Additionally, if you plan on buying more than $100 worth of products through Sony then you might as well take advantage of the free $20 E-Gift Card that comes with purchasing a $100 E-Gift Cards.

Who’s planning on jumping on these deals? Or are you planning to wait until the 32GB card is available for a more reasonable (double digit) rate?


source: psls

Daily Reaction: How To Fix The Vita’s Sales Woes

PS Vita

Daily Reaction is a PSLS exclusive feature where Sebastian Moss & Dan Oravasaari discuss today’s most hard-hitting topics every single weekday.

With the news that Sony’s Vita has sold less than half what the PSP did in the same timeframe, Daily Reaction discusses what Sony should do next, taking a look at the realistic measures the company could take to turn the handheld into a success story.

Seb: So the Vita hasn’t had the best of starts, but there’s no point going over what Sony has done wrong so far. It’s time to talk what they should do right. The obvious one is memory cards, they are an immediate turn off for anyone looking into a device “Hmm, ok I can stomach $250, let me pay… wait what I have to buy a $20 memory card that isn’t even that big? In 2012?”. Sony, stop expecting to make big bucks off of the memory stick premium – that only works if people buy the thing. Bring the cost down, it’s a great way to cut the price of the Vita without the embarrassment of actually cutting the price.

Then there’s the issue of ports. If you have a PS3, why would you buy a PS3 game and then a virtually identical-or-inferior PS Vita version? Sony understands this, so they announced Cross-Buy at gamescom. Problem is, it’s only on their games and they aren’t going to get any major third party publishers on board unless they foot the bill of every lost sale. Let’s not kid ourselves, publishers aren’t going to ‘be nice’ to help the platform out, they are in it for the money (and fair enough). And Sony is unlikely to pay for 3rd party Cross-Play, because they’re clearly unable and unwilling to invest too much in the platform. So here’s what to do – offer a discounted digital version of the Vita game with every PS3 purchase. A publisher has to pay a retailer, retail tax, manufacturing costs, shipping costs and Sony’s fee to have a product in stores. Cut that all out by having it digital, including Sony’s fee – they get the PS3 fee anyway – and the game can be offered at a much lower price, and make it a much more reasonable investment for a PS3 and PS Vita owner. And if a PS3 owner suddenly realizes they have a bunch of vouchers to own tons of PS Vita games, or buy them at a discount, it makes their Christmas wish-list all the more likely to be in Sony’s favor. While they’re at it, do what I keep saying – change Assassin’s Creed 3 Liberation‘s name to Assassin’s Creed Liberation.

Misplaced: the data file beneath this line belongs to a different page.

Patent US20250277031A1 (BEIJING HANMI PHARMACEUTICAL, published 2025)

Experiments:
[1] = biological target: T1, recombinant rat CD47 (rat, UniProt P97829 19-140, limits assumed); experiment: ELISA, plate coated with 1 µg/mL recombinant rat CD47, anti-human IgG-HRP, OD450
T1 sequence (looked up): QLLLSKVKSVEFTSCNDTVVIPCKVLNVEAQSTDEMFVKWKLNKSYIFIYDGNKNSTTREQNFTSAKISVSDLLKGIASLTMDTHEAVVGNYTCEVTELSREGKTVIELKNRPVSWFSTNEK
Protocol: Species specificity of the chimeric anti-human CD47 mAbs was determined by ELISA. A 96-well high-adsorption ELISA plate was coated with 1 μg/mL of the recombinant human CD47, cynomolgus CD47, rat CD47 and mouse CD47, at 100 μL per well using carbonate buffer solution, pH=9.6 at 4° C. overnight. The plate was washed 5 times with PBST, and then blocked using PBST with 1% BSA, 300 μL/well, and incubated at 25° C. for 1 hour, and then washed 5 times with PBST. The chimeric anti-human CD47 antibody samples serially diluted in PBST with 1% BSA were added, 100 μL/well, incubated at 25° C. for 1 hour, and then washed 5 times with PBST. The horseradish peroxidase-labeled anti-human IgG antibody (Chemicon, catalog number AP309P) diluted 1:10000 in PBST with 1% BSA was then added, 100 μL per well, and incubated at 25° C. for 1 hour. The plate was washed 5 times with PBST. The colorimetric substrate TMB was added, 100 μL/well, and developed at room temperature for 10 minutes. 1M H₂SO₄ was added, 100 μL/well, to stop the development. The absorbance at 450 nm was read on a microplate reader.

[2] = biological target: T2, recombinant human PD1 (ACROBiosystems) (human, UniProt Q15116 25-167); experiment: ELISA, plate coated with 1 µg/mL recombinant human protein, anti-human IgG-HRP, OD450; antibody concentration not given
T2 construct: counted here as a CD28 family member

Dan: The memory card issue was something that I thought was just false rumors being spread by fanboys online, sadly Sony really is trying to gouge Vita owners post sale. The inclusion of a memory card with a minimum of 32gb, and keeping the price point high (but not as high) would be manageable for most customers. As everyone would have enough space to keep a few games and demos on their system at all times, and release a larger set of cards that could sell to those willing to pay a premium (but not outrageous) price. The fact that Sony even sells cards that can only hold one game on it, was simply outrageous.